For several years now, the Federal Circuit has seemingly struggled to articulate the proper role of objective evidence of non-obviousness, often referred to as secondary considerations, in obviousness determinations. In accordance with the Supreme Court’s decision in Graham v. John Deere Co., 383 U.S. 1 (1966), the Federal Circuit requires that legal determinations of obviousness be based on factual inquiries regarding: (1) the scope and content of the prior art; (2) differences between the prior art and the claims at issue; (3) the level of ordinary skill in the pertinent art; and (4) any objective indicia of non-obviousness, such as commercial success, long-felt but unsolved need, failure of others, industry praise, unexpected results, and copying. On one hand, the Federal Circuit has appeared to reject a formal burden-shifting framework under the Graham factors, directing courts to consider all evidence relevant to obviousness or non-obviousness, and to consider it collectively, before reaching a conclusion of obviousness. See, e.g., In re Cyclobenzprine, 676 F.3d 1063, 1077-78 (Fed. Cir. 2012). On the other hand, the Federal Circuit also has held that, in particular cases, a patent owner’s objective evidence failed to overcome a prima facie case of obviousness based on the first three factors. See, e.g., Cubist Pharm., Inc. v. Hospira, Inc., 805 F.3d 1112, 1130 (Fed. Cir. 2015).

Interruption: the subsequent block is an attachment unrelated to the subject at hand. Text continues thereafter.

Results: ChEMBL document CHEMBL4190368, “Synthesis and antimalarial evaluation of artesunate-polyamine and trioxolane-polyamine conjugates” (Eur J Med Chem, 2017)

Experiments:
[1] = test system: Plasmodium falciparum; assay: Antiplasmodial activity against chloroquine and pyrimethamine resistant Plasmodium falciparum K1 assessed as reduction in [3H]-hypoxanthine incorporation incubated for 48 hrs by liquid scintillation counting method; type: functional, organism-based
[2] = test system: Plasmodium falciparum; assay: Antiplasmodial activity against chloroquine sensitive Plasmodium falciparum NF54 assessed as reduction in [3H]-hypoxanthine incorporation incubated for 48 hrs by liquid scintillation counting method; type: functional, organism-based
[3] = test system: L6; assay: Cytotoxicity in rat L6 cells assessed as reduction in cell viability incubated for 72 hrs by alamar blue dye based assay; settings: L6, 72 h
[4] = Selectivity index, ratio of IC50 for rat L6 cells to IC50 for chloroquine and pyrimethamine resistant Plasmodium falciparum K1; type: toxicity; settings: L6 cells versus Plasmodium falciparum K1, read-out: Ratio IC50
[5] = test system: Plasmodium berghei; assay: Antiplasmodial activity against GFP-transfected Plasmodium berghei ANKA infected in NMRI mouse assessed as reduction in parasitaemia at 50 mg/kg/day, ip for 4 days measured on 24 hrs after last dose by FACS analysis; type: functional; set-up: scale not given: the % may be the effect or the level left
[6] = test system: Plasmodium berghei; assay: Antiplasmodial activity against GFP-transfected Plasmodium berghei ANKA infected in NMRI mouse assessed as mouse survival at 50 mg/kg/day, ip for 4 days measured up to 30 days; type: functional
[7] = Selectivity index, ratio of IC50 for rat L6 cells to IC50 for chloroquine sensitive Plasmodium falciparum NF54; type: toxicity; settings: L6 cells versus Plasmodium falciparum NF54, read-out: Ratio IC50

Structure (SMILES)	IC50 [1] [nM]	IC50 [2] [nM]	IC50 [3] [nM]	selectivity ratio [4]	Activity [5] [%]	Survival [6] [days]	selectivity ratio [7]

On September 7, 2017, in Intercontinental Great Brands LLC v. Kellogg North America Co., a 2-1 panel decision of the Federal Circuit again endorsed the latter approach, affirming a district court’s summary judgment of obviousness. Nos. 2015-2082, 2015-2084, majority slip op. at 1, 14-19 (Fed. Cir. Sept. 7, 2017). Continue reading